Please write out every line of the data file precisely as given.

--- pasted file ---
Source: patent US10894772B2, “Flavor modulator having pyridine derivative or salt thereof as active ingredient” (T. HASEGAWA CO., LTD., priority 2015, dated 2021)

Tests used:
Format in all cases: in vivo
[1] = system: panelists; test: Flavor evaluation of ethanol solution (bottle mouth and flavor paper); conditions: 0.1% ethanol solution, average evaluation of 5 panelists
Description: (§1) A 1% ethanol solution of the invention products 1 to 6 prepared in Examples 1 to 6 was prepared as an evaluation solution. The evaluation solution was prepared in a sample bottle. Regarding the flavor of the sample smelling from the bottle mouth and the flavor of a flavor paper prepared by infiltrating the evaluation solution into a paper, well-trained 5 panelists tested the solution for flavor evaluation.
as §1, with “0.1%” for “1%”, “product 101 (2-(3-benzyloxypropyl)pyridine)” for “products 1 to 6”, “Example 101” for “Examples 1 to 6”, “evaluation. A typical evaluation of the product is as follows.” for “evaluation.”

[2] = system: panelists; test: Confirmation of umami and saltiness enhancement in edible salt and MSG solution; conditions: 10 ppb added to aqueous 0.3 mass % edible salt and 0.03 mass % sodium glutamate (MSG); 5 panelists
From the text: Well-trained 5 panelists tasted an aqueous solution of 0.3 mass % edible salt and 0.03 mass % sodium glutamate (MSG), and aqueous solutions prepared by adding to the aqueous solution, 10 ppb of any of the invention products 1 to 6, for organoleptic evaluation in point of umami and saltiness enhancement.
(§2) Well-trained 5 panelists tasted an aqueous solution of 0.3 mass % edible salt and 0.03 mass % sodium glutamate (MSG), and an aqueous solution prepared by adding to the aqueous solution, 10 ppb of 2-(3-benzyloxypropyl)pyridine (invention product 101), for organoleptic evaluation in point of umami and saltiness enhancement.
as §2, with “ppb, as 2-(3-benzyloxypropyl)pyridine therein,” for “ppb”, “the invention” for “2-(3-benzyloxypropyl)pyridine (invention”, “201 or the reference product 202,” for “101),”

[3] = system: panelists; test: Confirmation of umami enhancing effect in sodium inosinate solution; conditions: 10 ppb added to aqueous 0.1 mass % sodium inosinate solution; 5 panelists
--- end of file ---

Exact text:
Source: patent US10894772B2, “Flavor modulator having pyridine derivative or salt thereof as active ingredient” (T. HASEGAWA CO., LTD., priority 2015, dated 2021)

Tests used:
Format in all cases: in vivo
[1] = system: panelists; test: Flavor evaluation of ethanol solution (bottle mouth and flavor paper); conditions: 0.1% ethanol solution, average evaluation of 5 panelists
Description: (§1) A 1% ethanol solution of the invention products 1 to 6 prepared in Examples 1 to 6 was prepared as an evaluation solution. The evaluation solution was prepared in a sample bottle. Regarding the flavor of the sample smelling from the bottle mouth and the flavor of a flavor paper prepared by infiltrating the evaluation solution into a paper, well-trained 5 panelists tested the solution for flavor evaluation.
as §1, with “0.1%” for “1%”, “product 101 (2-(3-benzyloxypropyl)pyridine)” for “products 1 to 6”, “Example 101” for “Examples 1 to 6”, “evaluation. A typical evaluation of the product is as follows.” for “evaluation.”

[2] = system: panelists; test: Confirmation of umami and saltiness enhancement in edible salt and MSG solution; conditions: 10 ppb added to aqueous 0.3 mass % edible salt and 0.03 mass % sodium glutamate (MSG); 5 panelists
From the text: Well-trained 5 panelists tasted an aqueous solution of 0.3 mass % edible salt and 0.03 mass % sodium glutamate (MSG), and aqueous solutions prepared by adding to the aqueous solution, 10 ppb of any of the invention products 1 to 6, for organoleptic evaluation in point of umami and saltiness enhancement.
(§2) Well-trained 5 panelists tasted an aqueous solution of 0.3 mass % edible salt and 0.03 mass % sodium glutamate (MSG), and an aqueous solution prepared by adding to the aqueous solution, 10 ppb of 2-(3-benzyloxypropyl)pyridine (invention product 101), for organoleptic evaluation in point of umami and saltiness enhancement.
as §2, with “ppb, as 2-(3-benzyloxypropyl)pyridine therein,” for “ppb”, “the invention” for “2-(3-benzyloxypropyl)pyridine (invention”, “201 or the reference product 202,” for “101),”

[3] = system: panelists; test: Confirmation of umami enhancing effect in sodium inosinate solution; conditions: 10 ppb added to aqueous 0.1 mass % sodium inosinate solution; 5 panelists